Dr. Kearns-Jonker is an Associate Professor at LLU’s Pathology and Human Anatomy School of Medicine. Her research will study the aging of neonatal and adult cardiac stem cells in microgravity with the ultimate goal of improving cardiac cell therapy. She notes on her LLU page that an increasing shortage of donor organs for transplantation has led to consideration of alternative solutions for patients with end-stage organ failure, and stem cell transplantation and xenotransplantation represent two potential solutions to that problem.
The Kearns-Jonker laboratory is interested in developing methods to block the immune response that currently prevents pig organs from being used for transplantation into humans when allografts from human donors are unavailable. The lab’s research is focused on defining the genetic structure of the antibodies that initiate the rejection of these grafts and in developing small molecules to prevent xenoantibody-mediated rejection. In addition, they study the application of cardiomyocytes differentiated from human embryonic stem cells and endogenous cardiac stem cells for myocardial repair, and are are interested in the immunobiology of differentiated cardiomyocytes from various sources and in understanding the early gene expression changes that impact the survival of these cells after transplantation in vivo.
In 2011, NASA selected CASIS to be sole manager of the International Space Station U.S. National Laboratory tasked with maximizing use of the ISS’s U.S. National Laboratory through 2020, and the responsibility of inciting the imagination of entrepreneurs and scientists alike, accelerating and facilitating space-based research as well as creating public awareness of National Lab research and making space science more accessible to the world.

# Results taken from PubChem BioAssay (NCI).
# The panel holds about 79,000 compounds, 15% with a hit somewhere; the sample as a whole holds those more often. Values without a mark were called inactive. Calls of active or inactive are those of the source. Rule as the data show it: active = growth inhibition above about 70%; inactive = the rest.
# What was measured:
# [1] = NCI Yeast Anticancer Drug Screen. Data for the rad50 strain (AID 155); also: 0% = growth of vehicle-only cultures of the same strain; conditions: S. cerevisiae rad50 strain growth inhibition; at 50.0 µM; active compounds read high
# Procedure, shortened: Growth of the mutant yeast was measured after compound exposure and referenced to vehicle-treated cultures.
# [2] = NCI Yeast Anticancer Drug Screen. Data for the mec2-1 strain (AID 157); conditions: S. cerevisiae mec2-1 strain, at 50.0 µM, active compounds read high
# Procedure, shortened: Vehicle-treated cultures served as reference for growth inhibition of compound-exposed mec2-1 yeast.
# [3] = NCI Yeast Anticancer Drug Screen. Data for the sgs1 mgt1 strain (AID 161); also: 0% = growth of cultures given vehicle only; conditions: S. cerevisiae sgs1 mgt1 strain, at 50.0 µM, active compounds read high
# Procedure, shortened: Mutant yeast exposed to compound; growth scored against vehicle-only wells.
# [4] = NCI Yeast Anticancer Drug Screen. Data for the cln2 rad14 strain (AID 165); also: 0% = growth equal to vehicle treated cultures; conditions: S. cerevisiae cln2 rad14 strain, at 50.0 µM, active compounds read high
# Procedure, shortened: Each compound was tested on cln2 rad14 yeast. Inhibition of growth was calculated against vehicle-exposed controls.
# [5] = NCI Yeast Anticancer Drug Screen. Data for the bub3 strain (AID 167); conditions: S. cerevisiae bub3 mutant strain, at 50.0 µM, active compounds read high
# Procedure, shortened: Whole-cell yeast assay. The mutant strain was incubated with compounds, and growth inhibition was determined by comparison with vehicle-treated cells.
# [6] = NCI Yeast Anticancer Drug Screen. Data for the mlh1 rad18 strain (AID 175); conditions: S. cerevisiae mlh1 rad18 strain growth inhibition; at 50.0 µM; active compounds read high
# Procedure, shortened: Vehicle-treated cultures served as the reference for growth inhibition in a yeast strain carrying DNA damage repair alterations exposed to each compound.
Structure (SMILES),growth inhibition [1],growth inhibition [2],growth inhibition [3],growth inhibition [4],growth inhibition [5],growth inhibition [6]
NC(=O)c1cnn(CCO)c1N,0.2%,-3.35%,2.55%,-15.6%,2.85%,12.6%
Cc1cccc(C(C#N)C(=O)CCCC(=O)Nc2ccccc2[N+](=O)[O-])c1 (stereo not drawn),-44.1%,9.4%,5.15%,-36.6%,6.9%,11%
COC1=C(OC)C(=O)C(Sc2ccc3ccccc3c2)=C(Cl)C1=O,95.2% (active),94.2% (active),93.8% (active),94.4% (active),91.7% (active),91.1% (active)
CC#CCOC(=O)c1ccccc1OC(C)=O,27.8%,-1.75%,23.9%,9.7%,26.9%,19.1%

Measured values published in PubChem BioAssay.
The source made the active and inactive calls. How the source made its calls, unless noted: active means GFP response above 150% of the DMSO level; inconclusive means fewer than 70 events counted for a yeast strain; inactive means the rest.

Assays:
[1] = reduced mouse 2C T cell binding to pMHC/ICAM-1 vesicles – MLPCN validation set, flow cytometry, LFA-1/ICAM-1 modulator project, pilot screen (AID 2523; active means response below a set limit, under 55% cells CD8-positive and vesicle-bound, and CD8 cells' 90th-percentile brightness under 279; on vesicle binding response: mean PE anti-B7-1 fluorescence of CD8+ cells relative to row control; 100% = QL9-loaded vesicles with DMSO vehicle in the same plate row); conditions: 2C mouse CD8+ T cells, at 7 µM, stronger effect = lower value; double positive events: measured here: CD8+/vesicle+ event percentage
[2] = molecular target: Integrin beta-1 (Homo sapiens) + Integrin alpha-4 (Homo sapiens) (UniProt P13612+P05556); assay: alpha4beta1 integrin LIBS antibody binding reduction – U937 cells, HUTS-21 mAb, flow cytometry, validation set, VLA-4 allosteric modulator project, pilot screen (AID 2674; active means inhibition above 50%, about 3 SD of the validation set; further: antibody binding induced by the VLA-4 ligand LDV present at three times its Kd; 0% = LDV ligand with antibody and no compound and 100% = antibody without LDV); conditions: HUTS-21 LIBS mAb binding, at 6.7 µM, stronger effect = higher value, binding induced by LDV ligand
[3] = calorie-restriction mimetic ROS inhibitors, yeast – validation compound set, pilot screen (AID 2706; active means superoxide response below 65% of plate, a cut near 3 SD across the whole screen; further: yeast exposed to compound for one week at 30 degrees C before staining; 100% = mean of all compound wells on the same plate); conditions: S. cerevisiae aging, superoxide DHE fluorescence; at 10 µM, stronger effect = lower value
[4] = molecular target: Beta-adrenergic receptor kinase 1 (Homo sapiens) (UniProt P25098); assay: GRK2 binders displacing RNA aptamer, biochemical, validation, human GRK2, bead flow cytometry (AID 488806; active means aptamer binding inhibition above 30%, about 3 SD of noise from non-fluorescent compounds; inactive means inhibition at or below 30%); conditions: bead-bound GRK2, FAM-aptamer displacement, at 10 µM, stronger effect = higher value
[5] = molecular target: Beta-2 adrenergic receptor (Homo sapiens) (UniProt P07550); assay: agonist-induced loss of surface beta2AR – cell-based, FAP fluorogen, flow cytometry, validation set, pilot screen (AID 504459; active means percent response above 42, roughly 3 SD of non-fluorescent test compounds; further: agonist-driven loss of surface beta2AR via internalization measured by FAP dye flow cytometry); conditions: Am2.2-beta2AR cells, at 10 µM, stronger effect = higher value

CASIS’s mission is to support and accelerate innovations and new discoveries that will enhance the health and wellbeing of people and our planet. Research onboard the International Space Station U.S. National Laboratory offers an unparalleled opportunity to understand how gravity influences physical and life sciences — exploiting these effects to understand basic phenomena and advance commercial pursuits, and helping scientists to transform their research into flight-ready experiments that will be launched and delivered directly to the National Lab and can yield previously unattainable results.
By carefully selecting research and funding projects, by connecting investors looking for opportunity to scientists with great ideas, and by making access to the station faster and easier, and creating projects and curricula to teach and inspire students across the country, CASIS is uniquely positioned to facilitate and expedite access to the National Lab, leveraging the experience and knowledge of the CASIS team to ensure that researchers, principal investigators, and private commercial entities alike are afforded the most efficient pathway to flight, and driving scientific inquiry toward developing groundbreaking new technologies and products that will tangibly affect our lives
To accomplish these goals, CASIS has several tools, resources and capabilities at its disposal.
For more about CASIS see:
For more information about the International Space Station, visit:
Center for the Advancement of Science in Space (CASIS)
Texas A&M University
Loma Linda University
Texas A&M University
Loma Linda University